Romero v. Social Security Administration, No. 1:2016cv00121 - Document 26 (D.N.M. 2017)

Court Description: MEMORANDUM OPINION AND ORDER by Magistrate Judge Lourdes A. Martinez granting in part and denying in part 19 Motion to Remand to Agency (jca)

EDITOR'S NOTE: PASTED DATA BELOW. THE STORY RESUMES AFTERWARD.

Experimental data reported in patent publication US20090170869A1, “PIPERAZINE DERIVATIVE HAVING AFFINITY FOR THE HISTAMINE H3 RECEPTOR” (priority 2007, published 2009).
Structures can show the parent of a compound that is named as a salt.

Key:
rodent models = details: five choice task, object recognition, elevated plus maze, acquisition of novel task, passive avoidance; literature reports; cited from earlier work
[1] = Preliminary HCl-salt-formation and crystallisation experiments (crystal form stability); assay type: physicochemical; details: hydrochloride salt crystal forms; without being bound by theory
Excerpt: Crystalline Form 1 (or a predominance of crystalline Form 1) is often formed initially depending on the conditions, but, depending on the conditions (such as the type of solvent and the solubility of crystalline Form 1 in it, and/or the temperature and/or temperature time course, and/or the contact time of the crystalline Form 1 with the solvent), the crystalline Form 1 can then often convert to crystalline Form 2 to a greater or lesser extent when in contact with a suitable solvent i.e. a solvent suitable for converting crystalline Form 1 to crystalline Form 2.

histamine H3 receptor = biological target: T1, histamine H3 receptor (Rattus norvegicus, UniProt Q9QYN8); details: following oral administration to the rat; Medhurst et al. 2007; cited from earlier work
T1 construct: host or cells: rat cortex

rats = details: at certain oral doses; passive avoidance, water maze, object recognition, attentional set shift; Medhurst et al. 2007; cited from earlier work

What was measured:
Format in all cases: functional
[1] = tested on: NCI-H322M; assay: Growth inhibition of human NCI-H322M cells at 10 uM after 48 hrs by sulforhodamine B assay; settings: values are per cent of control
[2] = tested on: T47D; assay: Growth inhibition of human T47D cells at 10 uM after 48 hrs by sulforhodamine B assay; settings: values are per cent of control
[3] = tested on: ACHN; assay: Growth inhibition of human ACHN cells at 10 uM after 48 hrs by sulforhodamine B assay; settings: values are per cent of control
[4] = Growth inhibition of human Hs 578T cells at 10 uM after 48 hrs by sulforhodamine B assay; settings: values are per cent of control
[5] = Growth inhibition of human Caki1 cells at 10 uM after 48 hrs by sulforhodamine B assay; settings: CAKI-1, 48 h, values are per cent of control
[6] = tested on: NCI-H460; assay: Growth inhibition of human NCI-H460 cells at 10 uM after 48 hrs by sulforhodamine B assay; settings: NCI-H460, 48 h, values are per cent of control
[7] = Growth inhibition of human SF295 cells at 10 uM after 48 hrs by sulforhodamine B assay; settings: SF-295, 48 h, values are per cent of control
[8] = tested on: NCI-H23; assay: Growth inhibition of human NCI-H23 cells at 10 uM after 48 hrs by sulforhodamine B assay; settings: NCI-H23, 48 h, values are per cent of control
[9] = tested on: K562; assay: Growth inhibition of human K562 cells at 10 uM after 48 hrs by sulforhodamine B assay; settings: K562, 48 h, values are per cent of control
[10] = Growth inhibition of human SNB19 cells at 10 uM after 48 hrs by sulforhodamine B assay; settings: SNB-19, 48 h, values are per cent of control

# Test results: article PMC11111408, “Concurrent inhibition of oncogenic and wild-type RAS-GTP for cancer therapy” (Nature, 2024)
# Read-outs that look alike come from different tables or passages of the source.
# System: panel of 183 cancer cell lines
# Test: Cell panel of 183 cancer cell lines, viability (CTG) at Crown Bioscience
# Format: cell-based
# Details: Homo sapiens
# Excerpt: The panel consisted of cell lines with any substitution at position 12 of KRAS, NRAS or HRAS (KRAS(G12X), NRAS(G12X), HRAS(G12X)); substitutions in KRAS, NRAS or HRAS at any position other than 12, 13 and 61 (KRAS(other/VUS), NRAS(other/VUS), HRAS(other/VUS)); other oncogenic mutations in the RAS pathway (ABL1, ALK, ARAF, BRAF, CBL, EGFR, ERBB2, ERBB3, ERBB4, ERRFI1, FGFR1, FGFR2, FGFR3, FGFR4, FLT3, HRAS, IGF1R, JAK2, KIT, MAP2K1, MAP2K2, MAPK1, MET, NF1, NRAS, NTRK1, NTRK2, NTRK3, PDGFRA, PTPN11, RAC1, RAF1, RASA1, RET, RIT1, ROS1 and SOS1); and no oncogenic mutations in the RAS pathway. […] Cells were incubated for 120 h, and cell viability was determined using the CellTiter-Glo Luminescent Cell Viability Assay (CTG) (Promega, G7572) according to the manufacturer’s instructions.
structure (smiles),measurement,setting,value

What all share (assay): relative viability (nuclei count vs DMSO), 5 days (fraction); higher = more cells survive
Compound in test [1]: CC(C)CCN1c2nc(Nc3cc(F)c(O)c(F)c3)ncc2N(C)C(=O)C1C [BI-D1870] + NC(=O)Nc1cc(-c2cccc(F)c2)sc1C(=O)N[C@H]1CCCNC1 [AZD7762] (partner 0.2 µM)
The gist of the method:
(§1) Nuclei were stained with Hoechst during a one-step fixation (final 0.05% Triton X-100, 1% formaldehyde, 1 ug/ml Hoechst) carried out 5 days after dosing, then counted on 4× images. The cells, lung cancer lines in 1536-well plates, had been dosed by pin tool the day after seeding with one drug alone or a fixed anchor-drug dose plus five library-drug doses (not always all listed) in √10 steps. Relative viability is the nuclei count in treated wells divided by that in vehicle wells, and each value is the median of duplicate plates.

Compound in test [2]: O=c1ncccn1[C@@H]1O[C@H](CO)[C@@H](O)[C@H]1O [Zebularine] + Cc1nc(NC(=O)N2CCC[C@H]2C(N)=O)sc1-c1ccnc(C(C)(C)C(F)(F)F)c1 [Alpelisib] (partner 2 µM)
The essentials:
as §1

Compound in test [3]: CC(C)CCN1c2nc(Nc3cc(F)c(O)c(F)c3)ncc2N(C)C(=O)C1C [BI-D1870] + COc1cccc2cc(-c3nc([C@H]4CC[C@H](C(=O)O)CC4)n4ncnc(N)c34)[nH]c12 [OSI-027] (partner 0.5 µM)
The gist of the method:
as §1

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Romero v. Social Security Administration Doc. 26 IN THE UNITED STATES DISTRICT COURT FOR THE DISTRICT OF NEW MEXICO ANDREW T. ROMERO, Plaintiff, v. No. CIV-16-121 LAM NANCY A. BERRYHILL, Acting Commissioner of the Social Security Administration, Defendant. MEMORANDUM OPINION AND ORDER THIS MATTER is before the Court on Plaintiff’s Motion to Reverse and Remand for a Rehearing With Supporting Memorandum (Doc. 19), filed September 29, 2016 (hereinafter “motion”). On January 3, 2017, Defendant filed a response (Doc. 23) to Plaintiff’s motion and, on January 18, 2017, Plaintiff filed a reply (Doc. 24). In accordance with 28 U.S.C. § 636(c)(1) and Fed. R. Civ. P. 73(b), the parties have consented to have the undersigned United States Magistrate Judge conduct all proceedings and enter a final judgment in this case. See [Docs. 4 and 8]. The Court has considered Plaintiff’s motion, Defendant’s response, Plaintiff’s reply, and the relevant law. Additionally, the Court has meticulously reviewed and considered the entire administrative record. [Doc. 13]. For the reasons set forth below, the Court FINDS that Plaintiff’s motion should be DENIED in part and GRANTED in part and that the decision of the Commissioner of the Social Security Administration (hereinafter “Commissioner”) should be REMANDED for rehearing on the issue of availability of work that Plaintiff can perform. . Dockets.Justia.com I. Procedural History On July 2, 2009, Plaintiff filed applications for Disability Insurance Benefits (hereinafter “DIB”) and Supplemental Security Income (hereinafter “SSI”), alleging disability that began on February 1, 2007 (Doc. 13-7 at 2-6). 1 Plaintiff’s DIB and SSI applications were denied at the initial level on November 16, 2009 (Doc. 13-6 at 2), and at the reconsideration level on July 7, 2010 (id. at 11). Plaintiff requested a hearing to review the denial of his applications (id. at 18), and Administrative Law Judge Barry O’Melinn (hereinafter “ALJ”) conducted a hearing on November 15, 2011 (Doc. 13-4 at 2-43). Plaintiff appeared, represented by his former attorney, and testified. Id. at 7-33, 41. Vocational Expert Elizabeth Wheeler also appeared, by phone, and testified. Id. at 33-41. On March 13, 2012, the ALJ issued a decision (Doc. 13-3 at 11-20) (hereinafter “2012 Decision”) finding that Plaintiff “has not been under a disability within the meaning of the Social Security Act from February 1, 2007, through the date of this decision” (id. at 11). On May 8, 2012, Plaintiff requested that the Appeals Council review the ALJ’s 2012 Decision. [Doc. 13-3 at 7]. On March 18, 2013, the Appeals Council denied Plaintiff’s request for review on the ground that there was “no reason under our rules to review the [ALJ]’s decision.” Id. at 2. Shortly thereafter, on May 1, 2013, Plaintiff filed new applications for SSI and DIB benefits, alleging an onset date of March 14, 2012. [Doc. 13-17 at 4-10 and 13-14, respectively]. 1 Plaintiff’s last day of insured status for DIB was June 30, 2011. [Doc. 13-8 at 3]. Therefore, in order to receive DIB benefits, Plaintiff must have been disabled on or before that date. See 42 U.S.C. § 423(a). SSI benefits are not so limited. 2 Plaintiff’s 2013 DIB application was denied on May 6, 2013, on the ground that he did not qualify for disability benefits because he did not have enough work credits. 2 [Doc. 13-15 at 6]. Plaintiff’s 2013 SSI application was denied initially on August 12, 2013 (id. at 9), and at the reconsideration level on December 30, 2013 (id. at 20). Plaintiff appealed the Appeals Council’s March 18, 2013 ruling on his first claims to this Court, which subsequently issued a decision reversing and remanding that decision, on the ground that the ALJ impermissibly failed to discuss the weight he assigned to Dr. [K.] Glass’s [November 2009] opinion.” Romero v. Colvin, 13-0458 SMV, Doc. 34 at 5 (D. N.M. September 8, 2014) (unpublished). Following remand, the Appeals Council issued an October 23, 2014 order that: (1) vacated the ALJ’s 2012 decision; (2) remanded the case back to the ALJ; and (3) directed the ALJ to combine Plaintiff’s two pending claim files, create a single electronic record, and issue a new decision on the consolidated cases. 3 [Doc. 13-14 at 44-45]. Pursuant to that order, the ALJ held a new hearing on August 26, 2015 (hereinafter “2015 Hearing”), at which Plaintiff appeared, represented by his current attorney, and testified. [Doc. 13-13 at 3, 9-27]. Vocational Expert Sandra M. Trost also appeared and testified. Id. at 27-30. At the 2015 Hearing, Plaintiff’s counsel requested to amend the alleged onset date of Plaintiff’s disability to September 8, 2008. 2 The record does not indicate whether Plaintiff appealed this decision. However, he had not worked since his first DIB application was filed and, based on that application, his DIB benefits expired on June 30, 2011 (Doc. 13-8 at 3), which is prior to March 14, 2012, the onset date claimed in his second application (Doc. 13-17 at 13-14). 3 Although the remanded case was initially assigned to a different ALJ, it ultimately returned to ALJ O’Melinn at Plaintiff’s request. [Doc. 13-15 at 51]. 3 Id. at 6-7. That request was granted by the ALJ. Id. On October 19, 2015, the ALJ issued a new decision (hereinafter the “2015 Decision”), finding that Plaintiff “has not been under a disability . . . from September 1, 2008 through the date of this decision.” [Doc. 13-12 at 6]. Plaintiff did not file exceptions to the ALJ’s 2015 decision, and the Appeals Council did not assume jurisdiction within sixty days. Therefore, pursuant to 20 C.F.R. § 404.984(d), the ALJ’s decision became the final decision of the Commissioner. On February 19, 2016, Plaintiff filed his complaint in this case. [Doc. 1]. II. Standard of Review The standard of review in a Social Security appeal is whether the Commissioner’s final decision is supported by substantial evidence and whether the correct legal standards were applied. Maes v. Astrue, 522 F.3d 1093, 1096 (10th Cir. 2008) (citing Hamilton v. Health & Human Servs., 961 F.2d 1495, 1497–98 (10th Cir. 1992)). Sec’y of If substantial evidence supports the ALJ’s findings and the correct legal standards were applied, the Commissioner’s decision stands, and the plaintiff is not entitled to relief. See Langley v. Barnhart, 373 F.3d 1116, 1118 (10th Cir. 2004); Hamlin v. Barnhart, 365 F.3d 1208, 1214 (10th Cir. 2004); Doyal v. Barnhart, 331 F.3d 758, 760 (10th Cir. 2003). A court should meticulously review the entire record but should neither re-weigh the evidence nor substitute its judgment for that of the Commissioner. Hamlin, 365 F.3d at 1214; Langley, 373 F.3d at 1118. “Substantial evidence is such relevant evidence as a reasonable mind might accept as adequate to support a conclusion.” Langley, 373 F.3d at 1118 (citation and quotation marks omitted); Hamlin, 365 F.3d at 1214 (citation and quotation marks omitted); Doyal, 331 F.3d at 760 (citation and quotation marks omitted). An ALJ’s decision “is not based on substantial 4 evidence if it is overwhelmed by other evidence in the record or if there is a mere scintilla of evidence supporting it.” Langley, 373 F.3d at 1118 (citation and quotation marks omitted); Hamlin, 365 F.3d at 1214 (citation and quotation marks omitted). While a court may not re-weigh the evidence or try the issues de novo, its examination of the record as a whole must include “anything that may undercut or detract from the ALJ’s findings in order to determine if the substantiality test has been met.” Grogan v. Barnhart, 399 F.3d 1257, 1262 (10th Cir. 2005) (citations omitted). “The possibility of drawing two inconsistent conclusions from the evidence does not prevent [the ALJ]’s findings from being supported by substantial evidence.” Lax v. Astrue, 489 F.3d 1080, 1084 (10th Cir. 2007) (citing Zoltanski v. F.A.A., 372 F.3d 1195, 1200 (10th Cir. 2004)). III. Applicable Law and Sequential Evaluation Process For purposes of social security disability claims, a person establishes a disability when he or she is unable “to engage in any substantial gainful activity by reason of any medically determinable physical or mental impairment which can be expected to result in death or which has lasted or can be expected to last for a continuous period of not less than 12 months.” 42 U.S.C. § 1382c(a)(3)(A); 20 C.F.R. § 416.905(a). In light of this definition for disability, a five-step sequential evaluation process (hereinafter “SEP”) has been established for evaluating a disability claim. 20 C.F.R. § 416.920; Bowen v. Yuckert, 482 U.S. 137, 140 (1987). At the first four steps of the SEP, the claimant has the burden to show that: (1) the claimant is not engaged in “substantial gainful activity;” and (2) the claimant has a “severe medically determinable . . . impairment . . . or a combination of impairments” that has lasted or is expected to last for at least one year; and either (3) the claimant’s impairment(s) meet(s) or equal(s) one of the “Listings” of 5 presumptively disabling impairments; or (4) the claimant is unable to perform his or her “past relevant work.” 20 C.F.R. § 404.1520(a)(4)(i–iv); Grogan, 399 F.3d at 1261. At the fifth step of the evaluation process, the burden of proof shifts to the Commissioner to show that the claimant is able to perform other work in the national economy, considering his or her residual functional capacity (hereinafter “RFC”), age, education, and work experience. Grogan, 399 F.3d at 1261. IV. Plaintiff’s Age, Education, Work Experience,and Medical History; and the ALJ’s Decision Plaintiff was born on October 1, 1966, and was 41 years old on September 1, 2008, the alleged date of disability onset. [Doc. 13-12 at 5 and 20]. On October 22, 2015, the date of the ALJ’s 2015 Decision, Plaintiff was age 49. Thus, Plaintiff was both a “younger person age 18-44” and a “younger person age 45-49” 4 at all times pertinent to the ALJ’s 2015 Decision regarding his disability claims. Although Plaintiff suffers from several severe joint impairments, he has not challenged the ALJ’s ruling on the basis of those impairments. Instead, Plaintiff asserts that the ALJ erred in his determination of the limitations imposed by his mental impairments, as well as that VE Trost provided unreliable information at step five of the SEP. Therefore, the Court will not discuss Plaintiff’s physical or exertional limitations in any detail. It 4 See 20 C.F.R. §§ 404.1563(c) and 416.963(c) (defining a “younger person” as “under age 50”), but also noting that younger persons that are age 45-49 may, in some circumstances, be more limited in the ability to adjust to other work than other persons in this category. As such, the Grid Rules include “Younger individual age 45-49” as a separate category. See, e.g., Grid Rule 201.17 (20 C.F.R. Pt. 404, Subpt. P, App. 2, Rule 201.17). 6 is sufficient to note that those physical impairments led the ALJ to find that Plaintiff now has the RFC only to perform “sedentary” work. Plaintiff’s medical records include: progress notes dated March 8, 2012 from Valencia Counseling Services, Inc. (Doc. 13-20 at 2-6); psychiatric evaluation dated June 26, 2013 by Carol Lynn Hunter, CNS (Doc. 13-25 at 37-41); Mental RFC dated July 28, 2015 by Paul Weeks, LPCC (Doc. 13-28 at 19-22); treatment records for the period from October 4, 2013 to July 31, 2014 (Doc. 13-27 at 15-51), and the period from August 22, 2014 to July 7, 2015 (Doc. 13-28 at 24-48), from Valle del Sol; and treatment records from University of New Mexico Health Sciences Center for the period from October 22, 2013 to August 5, 2015 (Doc. 13-29 at 3-40). Where relevant, Plaintiff’s medical records are discussed in more detail below. At step one of the five-step evaluation process, the ALJ found that, Plaintiff “has not engaged in substantial gainful activity since September 1, 2008, the alleged onset date.” [Doc. 13-12 at 8]. At step two, the ALJ found that Plaintiff has the following severe impairments: “degenerative disc disease of the lumbar spine, degenerative joint disease of the right hip, degenerative joint disease of the shoulders, osteoarthritis of the left metatarsal phalangeal joint status post[-]surgical fusion, an affective disorder, and an anxiety related disorder.” Id. At the third step, the ALJ found that Plaintiff “does not have an impairment or combination of impairments that meets or medically equals the severity of one of the listed impairments in 20 CFR Part 404, Subpart P, Appendix 1 (20 CFR 404.1520(d), 404.1525, 404.1526, 416.920(d), 416.925, and 416.926).” Id. at 10. In so finding, the ALJ considered Listings 1.02 (major dysfunction of a joint, 1.04 (disorders of the spine), 12.04 (affective disorders), and 12.06 (anxiety related disorders). Id. With respect to the paragraph B criteria for these Listings, the ALJ found that 7 Plaintiff has mild restriction of his activities of daily living, mild difficulties with social functioning, moderate difficulties with concentration, persistence or pace, has had no episodes of decompensation of extended duration and, therefore, does not satisfy the criteria. Id. at 11. The ALJ then determined that Plaintiff also did not meet the paragraph C criteria for the Listings. Id. at 12. Prior to step four, the ALJ determined that, from September 1, 2008, the alleged onset of his disability, Plaintiff had the RFC to: perform sedentary work as defined in 20 CFR 404.1567(a) and 416.967(a) except that he can lift and carry up to 10 pounds occasionally; stand and/or walk about 2 hours and sit up to 6 hours during 8 hours with normal breaks; push/pull within the sedentary exertional limitations; occasionally climb ramps or stairs; never climb ladders, ropes, or scaffolds; occasionally balance, stoop, kneel, crouch, and crawl; must avoid concentrated exposure to operational control of moving machinery, unprotected heights, and hazardous machinery; can understand, carry out, and remember simple instructions and make commensurate work related decisions; respond appropriately to supervision, coworkers, and work situations; deal with routine changes in a work setting; and maintain concentration, persistence, and pace for up to and including 2 hours at a time with normal breaks throughout the normal work day. Id. In support of this RFC assessment, the ALJ found that Plaintiff’s “medically determinable impairments could reasonably be expected to cause the alleged symptoms; however, [Plaintiff]’s statements concerning the intensity, persistence and limiting effects of these symptoms are not entirely credible for the reasons explained in this decision.” Id. at 13. At step four, the ALJ found that Plaintiff was unable to perform his past relevant work, consisting of radiator repair technician (unskilled, very heavy work) and bricklaying (skilled, medium work), based on his current, sedentary RFC. Id. at 20. At step five, the ALJ found that there were jobs that existed in significant numbers in the national economy that Plaintiff could perform. Id. at 21. The ALJ relied on VE Trost’s testimony that an individual with Plaintiff’s age, education, work experience, and RFC would be able to perform the following representative 8 jobs: addresser, (DOT 5 209.587-010), surveillance systems monitor (DOT 379.367-010), and document preparer (DOT 249.587-018). [Doc. 13-13 at 29]. All three representative jobs are sedentary, and have SVP ratings of 2. 6 The job of addresser has a reasoning rating of 2, while both surveillance systems monitor and document preparer have reasoning ratings of 3. 7 VE Trost testified that each of the representative jobs she listed had the following numbers of jobs in the national economy: addresser – 11,084; Surveillance systems monitor – 13,212; and document preparer – 64,119. Id. The ALJ concluded that Plaintiff “has not been under a disability, as defined in the Social Security Act,” from the alleged onset date through the date of the decision. [Doc. 13-12 at 22]. 5 DOT stands for Dictionary of Occupational Titles, which provides information about job characteristics compiled by the Department of Labor that is used by VEs in disability hearings to determine claimants’ job prospects. It is available at http://www.occupationalinfo.org/ (site last visited March 10, 2017). 6 SVP stands for Specific Vocational Preparation, which is a rating of the amount of time it takes “a typical worker to learn the techniques, acquire the information, and develop the facility needed for average performance in a specific job-worker situation.” POMS-DI-25001.00-B-79, available at https://secure.ssa.gov/apps10/poms.nsf/lnx/0 425001001#b79 (site last visited March 10, 2017). SVP level 2 jobs require “[a]nything beyond [a] short demonstration up to and including one month” of such preparation. Id. A job with an SVP rating of 1 or 2 is considered “unskilled work.” POMS-DI-25001.00-B-88, available at https://secure.ssa.gov/apps10/poms.nsf/lnx/04 25001001#b88 (site last visited March 10, 2017). 7 Although VE Trost did not testify regarding the representative jobs’ reasoning levels, that information is contained in the “trailer” to the job definitions in the DOT. Reasoning, Math, and Language are divisions of General Educational Development (GED), which is described at http://www.occupationalinfo.org/appendxc_1.html (site last visited March 10, 2017). A level 2 reasoning job requires employees to be able to “[a]pply commonsense understanding to carry out detailed but uninvolved written or oral instructions. Deal with problems involving a few concrete variables in or from standardized situations,” while level 3 reasoning jobs require the ability to “[a]pply commonsense understanding to carry out instructions furnished in written, oral, or diagrammatic form. Deal with problems involving several concrete variables in or from standardized situations.” Id. As an example, the trailer to the DOT’s description of “document preparer” is “GOE: 07.05.03 STRENGTH: S GED: R3 M1 L2 SVP: 2 DLU: 86” (emphasis added), which indicates that it has a reasoning rating of 3. 9 V. Analysis In his motion, Plaintiff argues that: (1) the ALJ’s finding, at step five of the SEP, that there are sufficient numbers of jobs in the national economy that Plaintiff can perform, is not supported by substantial evidence; and (2) the ALJ did not properly evaluate the opinion of his treating counselor, Paul Weeks, LPCC. [Doc. 19 at 1]. Defendant responds that: (1) VE Trost’s testimony is rendered immaterial by the Medical-Vocational grid rules, so the ALJ’s reliance on that testimony was, at most, harmless error; and (2) the ALJ stated adequate reasons for his rejection of Mr. Weeks’ opinions. [Doc. 23 at 2]. In his reply, Plaintiff asserts that the ALJ only considered evidence that supported a negative finding, and that the ALJ bears the burden of establishing the existence of jobs in the economy that Plaintiff can perform.. [Doc. 24]. A. The ALJ’s Consideration of VE Trost’s Testimony Plaintiff contends that the ALJ erred by relying on VE Trost’s testimony because that evidence is unreliable. [Doc. 19 at 20]. Defendant argues that, whether or not Plaintiff’s assertion is correct, it is irrelevant to the ALJ’s finding that Plaintiff is not disabled, because the Medical-Vocational Guidelines (hereinafter “Grid Rules”), 20 C.F.R. Pt. 404, Subpt. P, App. 2, direct a finding of “not disabled,” without the need for vocational evidence. [Doc. 23 at 15-17]. Plaintiff did not reply to this argument in his reply. [Doc 24]. Despite Plaintiff’s failure to respond to it, the Court rejects Defendant’s argument that the Grid Rules render harmless any error by the ALJ in relying on VE Trost’s testimony. It is true, as 10 Defendant contends, that Plaintiff’s exertional level, age, education, and previous work experience, would result in a finding of “not disabled,” if the Grid Rules were applicable. 8 It is also true that the Grid Rules reflect “administrative notice” that there are sufficient numbers of unskilled jobs available in the national economy, such that a “not disabled” directive in a Grid Rule is based on the sufficiency of those numbers. 20 C.F.R. § Pt. 404, Subpt. P, App. 2, § 200.00(b). However, “[w]here any one of the findings of fact does not coincide with the corresponding criterion of a rule, the rule does not apply in that particular case,” and “full consideration must be given to all of the relevant facts of the case.” Id. at 200.00(a). In addition, the Grid Rules specifically cover only exertional job requirements and, where a claimant has “non-exertional” limitations, the rules do not dictate a result. Id. at 200.00(e). In this case, Plaintiff has non-exertional impairments that render Rule 201.19 non-dispositive. 9 Plaintiff asserts that the vocational evidence given by VE Trost is “unreliable,” both because at least one of the representative jobs she selected is inconsistent with Plaintiff’s limitation to “simple” work, 10 and because the job numbers she gave for individual jobs actually included entire categories of jobs, including jobs that Plaintiff cannot perform. [Doc. 19 at 20-24]. 8 Grid Rule 201.19 includes individuals who are between the ages of 45 and 49, have “limited or less” education, developed skills from previous work that are not transferable, and are limited to sedentary work, and directs a finding of “not disabled.” 9 Apparently, the ALJ felt that Plaintiff did not meet the specific criteria of any Grid Rule, or he would not have needed to obtain VE testimony. 10 As already noted (supra, at 9), two out of the three representative jobs selected by VE Trost have reasoning ratings of 3. 11 Effectively, Plaintiff contends that there is a conflict between VE Trost’s testimony and the DOT (Doc. 19 at 23), as did the Plaintiff in Hackett v Barnhart, 395 F.3d 1168 (10th Cir. 2005). In Hackett, the plaintiff’s RFC included a limitation to “simple and routine work tasks.” Id. at 1171. As in the present case, the VE in Hackett selected surveillance system monitor, which has a reasoning rating of 3, as one of the representative jobs that the plaintiff could perform. The Hackett court found that a “limitation [to simple and routine work tasks] seems inconsistent with the demands of level-three reasoning.” Id. at 1176 (citing Lucy v. Chater, 113 F.3d 905, 909 (8th Cir. 1997) as “rejecting contention that a claimant limited to following only simple instructions could engage in the full range of sedentary work because many unskilled jobs in that category require reasoning levels of two or higher”). Concluding that “level-two reasoning appears more consistent with Plaintiff’s RFC,” the Hackett court reversed and remanded “to allow the ALJ to address the apparent conflict.” Id. In so doing, the court deemed it “unfortunate” that so much time had passed since the ALJ hearing, noting that the plaintiff had been represented by counsel who could have raised the issue, but did not, and thereby deprived the ALJ of an opportunity to explain or change his ruling. Id. This Court agrees, and considers counsel’s failure to raise the issue in this case prior to appeal to be equally “unfortunate.” Hackett was the reason given in two other decisions from this District that also remanded for consideration of the conflict between a restriction to “simple” work and a representative job with a reasoning level of 3. See Bier v. Colvin, 15 F.Supp.3d 1143 (D. N.M. 2014) and Holt v. Colvin, CIV 14-0024 KBM (April 16, 2015) (unpublished). In Bier, the Commissioner asserted that the restrictions in that case were “not exactly the same,” but failed to argue that the difference was “meaningful.” Bier, 15 F.Supp.3d at 1148, n. 4. In this case, although an argument might 12 have been made for distinguishing Hackett, it was not and, as the Commissioner has chosen not to assert such an argument, this Court will not do so on her behalf. As was noted in Bier, Hackett “is binding precedent in this circuit.” Id. at 1148. Plaintiff also contends that the job numbers stated by VE Trost are “unreliable” because the numbers she gave actually cover job categories, rather than specific jobs, and that those categories include jobs that Plaintiff cannot perform. [Doc. 19 at 20-22]. Therefore, “[t]here is no way of reliably verifying the accuracy of the number of jobs available in the national economy for the [representative] occupations.” Id. at 20. As such, Plaintiff argues that the ALJ’s finding that “there are jobs that exist in significant numbers in the national economy that [Plaintiff] can perform” is not supported by substantial evidence. 11 The Court declines to consider this argument because it depends on facts that were not developed at the ALJ hearing, and remands this case to the Commissioner for additional consideration of the availability of jobs that Plaintiff can perform. 11 Plaintiff also argues, based on record evidence from other SSA cases, that the SSA acknowledges that the use of category numbers instead of specific job numbers is not substantial evidence. [Doc. 19 at 24]. The Court declines to address this contention, however, both because job availability is a highly personalized inquiry and because Plaintiff’s counsel, though clearly fully aware of this issue, did not fairly raise it at the agency level. Plaintiff’s submission of a motion to compel production, including an objection to certain testimony by the VE, should and could have been reiterated and explained at the hearing, and it appears that counsel made a conscious decision not to do so. This eliminated any possibility for the VE to provide additional information and/or for the ALJ to make specific findings regarding job availability, erosion of exertion level, etc. In addition, this Court will not assume, based on extraneous evidence, that VE Trost’s numbers do not accurately represent the specified jobs. In any event, this is an issue that may be affected by the proceedings on remand and, therefore, need not be addressed. See, e.g., Robinson v. Barnhart, 366 F.3d 1078, 1085 (10th Cir. 2004). 13 B. The ALJ’s Consideration of the Opinion of Paul Weeks, LPCC Plaintiff contends that the ALJ failed to properly explain his rejection of the opinion of treating counselor Paul Weeks. [Doc. 19 at 15-20]. Defendant responds that the reasons given by the ALJ were reasonable and should be affirmed. [Doc. 23 at 9-14]. The Court agrees. Mr. Weeks first met and began counseling Plaintiff in June 2013. [Doc. 13-25 at 44-55]. On July 28, 2015, Mr. Weeks filled out a medical assessment form on Plaintiff’s ability to perform mental work-related activities. 12 [Doc. 13-28 at 19-20]. As a Licensed Professional Clinical Counselor (LPCC), Mr. Weeks is not considered to be an “acceptable medical source.” See 20 C.F.R. § 404.1513(a). The ALJ assigned “little weight” 13 to Mr. Weeks’ medical source statement forms dated July 28, 2015, finding that “[t]he severity of symptoms indicated on [Mr. Weeks’] forms is not consistent with Mr. Weeks’ treatment notes or with other evidence.” [Doc. 13-12 at 19]. In particular, the ALJ noted that several sources had indicated that Plaintiff engaged in cutting, hauling, and selling of firewood, and that Plaintiff had admitted that he felt he 12 The form used by Mr. Weeks for his assessment of Plaintiff is a check-box form on which the evaluator chooses between “slight,” “moderate,” and “marked” limitations with respect to listed job activities It is similar, though not identical, to Section I of the standard MRFC form used by the Social Security Administration (SSA-4734-F4-SUP). The most significant difference between Mr. Weeks’ form and the standard MRFC form is that, unlike SSA-4734-F4-SUP, the form used by Mr. Weeks did not include Section III, which is where the evaluator is expected to record “elaborations” on the “summary conclusions” in Section I. Section III is considered to be the RFC portion of the form, where the evaluator more fully discusses his or her findings in Section I. See POMS DI 25020.010.B.1 available at https://secure.ssa.gov/apps10/poms.nsf/lnx/0425020010 (site last visited March 10, 2017). The purpose of Section I is “chiefly to have a worksheet” for the evaluator. Id. Another difference is that the standard MRFC has five choices per ability, rather than the three on Mr. Weeks’ form, which are “not significantly limited,” “moderately limited,” “markedly limited,” “no evidence of limitation in this category,” and “not ratable on available evidence.” 13 Assigning “little weight” to a medical source’s opinion effectively rejects it. See, e.g., Chapo v. Astrue, 682 F.3d 1285, 1291 (10th Cir. 2012). 14 was very healthy because of his activity level. Id. at 19-20 (citing Doc. 13-29 at 13-15, 34). In addition, the ALJ considered that Plaintiff took care of his dogs, rabbits, chickens, and sick girlfriend” and “reported that he had no problems with household chores, except that he could not do heavy lifting,” that he cooked and shopped for food, had income from odd jobs, fished, walked his dogs, and “exercised weekly ‘doing work over his head.’” Id. (citing Doc. 13-25 at 19). Finally, the ALJ noted that Mr. Weeks had assessed GAF scores for Plaintiff that were inconsistent with the “many ‘marked’ limitations [Mr. Weeks] indicated on the forms. Id. Although Mr. Weeks is a “treating source,” he is not an “acceptable medical source” and, therefore, his opinion is not entitled to controlling weight. See Soc. Sec. Rep. 06-03P at *2. Mr. Weeks did not begin seeing Plaintiff until several years after Plaintiff’s alleged disability onset date, and did not prescribe his medications. The ALJ considered Mr. Weeks’ notes and assessments along with evidence from a variety of other sources. His conclusion was that Mr. Weeks’ 2015 assessments were inconsistent with both other record evidence and Mr. Weeks’ own treatment notes. In fact, not a single acceptable medical source determined that Plaintiff’s mental impairments caused marked restriction of his work abilities. With respect to “nonacceptable” medical sources, an “ALJ’s decision is sufficient if it permits [the court] to ‘follow the adjudicators’ reasoning.’” Keyes-Zachary v. Astrue, 695 F.3d 1156, 1164 (10th Cir. 2012) (quoting SSR 06-03P at *6). Despite Plaintiff’s disagreement with the ALJ’s decision to accord little weight to Mr. Weeks’ opinions, the Court is able to follow the ALJ’s reasoning and cannot conclude that the decision is not supported by substantial evidence. Therefore, the Court finds that this argument for reversal is without merit and should be denied. 15 VI. Conclusion For the reasons stated above, the Court FINDS that Plaintiff’s claim of error with respect to the ALJ’s consideration of the opinion of Paul Weeks, LPCC is without merit and should be denied. However, pursuant to Hackett v. Barnhart, this case is remanded for reconsideration of the availability of jobs that Plaintiff can perform. IT IS THEREFORE ORDERED that Plaintiff’s Motion to Reverse and Remand for a Rehearing With Supporting Memorandum (Doc. 19), is DENIED, in part, and GRANTED, in part, and the Commissioner’s decision in this case is REMANDED for additional consideration of evidence at step five of the SEP. A final order will be entered concurrently with this Memorandum Opinion and Order. IT IS SO ORDERED. _________________________________________ LOURDES A. MARTÍNEZ UNITED STATES MAGISTRATE JUDGE Presiding by Consent 16